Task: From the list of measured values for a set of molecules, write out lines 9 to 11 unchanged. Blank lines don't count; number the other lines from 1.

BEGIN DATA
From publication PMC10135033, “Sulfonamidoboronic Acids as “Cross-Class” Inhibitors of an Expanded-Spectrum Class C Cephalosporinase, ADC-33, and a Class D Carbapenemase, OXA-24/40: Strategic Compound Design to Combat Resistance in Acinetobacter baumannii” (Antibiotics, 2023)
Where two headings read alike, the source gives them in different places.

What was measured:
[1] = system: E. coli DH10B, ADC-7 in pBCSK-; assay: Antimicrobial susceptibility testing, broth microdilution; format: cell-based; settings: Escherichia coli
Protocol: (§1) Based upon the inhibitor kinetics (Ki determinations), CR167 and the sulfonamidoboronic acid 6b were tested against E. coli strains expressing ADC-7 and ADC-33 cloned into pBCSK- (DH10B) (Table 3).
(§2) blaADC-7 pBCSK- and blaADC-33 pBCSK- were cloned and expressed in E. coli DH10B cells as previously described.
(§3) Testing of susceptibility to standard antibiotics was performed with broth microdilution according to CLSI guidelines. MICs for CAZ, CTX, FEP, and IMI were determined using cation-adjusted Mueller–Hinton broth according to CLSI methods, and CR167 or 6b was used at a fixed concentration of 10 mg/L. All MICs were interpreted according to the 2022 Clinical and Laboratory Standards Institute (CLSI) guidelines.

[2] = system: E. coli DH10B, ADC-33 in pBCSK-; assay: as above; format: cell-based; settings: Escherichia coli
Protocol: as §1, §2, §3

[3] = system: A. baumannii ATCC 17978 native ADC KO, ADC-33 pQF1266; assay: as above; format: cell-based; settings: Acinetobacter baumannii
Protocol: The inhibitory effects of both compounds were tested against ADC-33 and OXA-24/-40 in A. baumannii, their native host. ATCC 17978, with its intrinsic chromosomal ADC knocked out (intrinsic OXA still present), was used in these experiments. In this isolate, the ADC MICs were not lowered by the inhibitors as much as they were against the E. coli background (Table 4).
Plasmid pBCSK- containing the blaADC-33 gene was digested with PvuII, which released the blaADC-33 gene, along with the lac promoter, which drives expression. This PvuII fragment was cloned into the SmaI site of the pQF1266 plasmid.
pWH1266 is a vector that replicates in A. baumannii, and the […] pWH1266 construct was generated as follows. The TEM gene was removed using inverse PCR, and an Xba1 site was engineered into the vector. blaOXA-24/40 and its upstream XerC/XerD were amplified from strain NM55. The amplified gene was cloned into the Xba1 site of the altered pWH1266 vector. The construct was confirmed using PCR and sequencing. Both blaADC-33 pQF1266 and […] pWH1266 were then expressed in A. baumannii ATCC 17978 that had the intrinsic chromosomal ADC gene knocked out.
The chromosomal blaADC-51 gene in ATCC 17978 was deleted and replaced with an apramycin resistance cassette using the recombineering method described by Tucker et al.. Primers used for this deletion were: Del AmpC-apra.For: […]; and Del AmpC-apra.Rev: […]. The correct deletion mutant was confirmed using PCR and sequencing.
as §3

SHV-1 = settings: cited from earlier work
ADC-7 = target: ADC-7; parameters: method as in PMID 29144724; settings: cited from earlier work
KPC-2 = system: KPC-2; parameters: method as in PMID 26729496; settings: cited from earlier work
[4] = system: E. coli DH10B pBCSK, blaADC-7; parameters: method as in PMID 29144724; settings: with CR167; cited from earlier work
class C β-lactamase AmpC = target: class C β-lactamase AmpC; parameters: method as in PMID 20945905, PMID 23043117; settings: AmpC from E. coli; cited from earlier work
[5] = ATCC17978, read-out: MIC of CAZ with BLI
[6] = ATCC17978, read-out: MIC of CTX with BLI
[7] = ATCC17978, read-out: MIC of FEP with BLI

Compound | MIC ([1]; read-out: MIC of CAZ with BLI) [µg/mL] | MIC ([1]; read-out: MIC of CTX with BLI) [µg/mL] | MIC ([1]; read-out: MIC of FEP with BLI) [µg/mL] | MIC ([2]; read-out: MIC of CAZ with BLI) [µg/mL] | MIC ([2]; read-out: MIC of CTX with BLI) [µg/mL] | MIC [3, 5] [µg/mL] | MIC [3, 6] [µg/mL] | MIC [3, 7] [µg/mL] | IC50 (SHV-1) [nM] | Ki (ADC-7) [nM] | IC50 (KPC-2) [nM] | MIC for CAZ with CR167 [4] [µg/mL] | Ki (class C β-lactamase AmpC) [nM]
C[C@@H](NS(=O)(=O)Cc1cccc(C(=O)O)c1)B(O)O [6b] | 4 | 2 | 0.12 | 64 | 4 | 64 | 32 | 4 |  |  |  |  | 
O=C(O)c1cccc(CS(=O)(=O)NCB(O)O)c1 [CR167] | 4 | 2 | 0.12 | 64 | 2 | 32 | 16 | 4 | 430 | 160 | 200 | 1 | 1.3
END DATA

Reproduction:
Protocol: as §1, §2, §3

[3] = system: A. baumannii ATCC 17978 native ADC KO, ADC-33 pQF1266; assay: as above; format: cell-based; settings: Acinetobacter baumannii
Protocol: The inhibitory effects of both compounds were tested against ADC-33 and OXA-24/-40 in A. baumannii, their native host. ATCC 17978, with its intrinsic chromosomal ADC knocked out (intrinsic OXA still present), was used in these experiments. In this isolate, the ADC MICs were not lowered by the inhibitors as much as they were against the E. coli background (Table 4).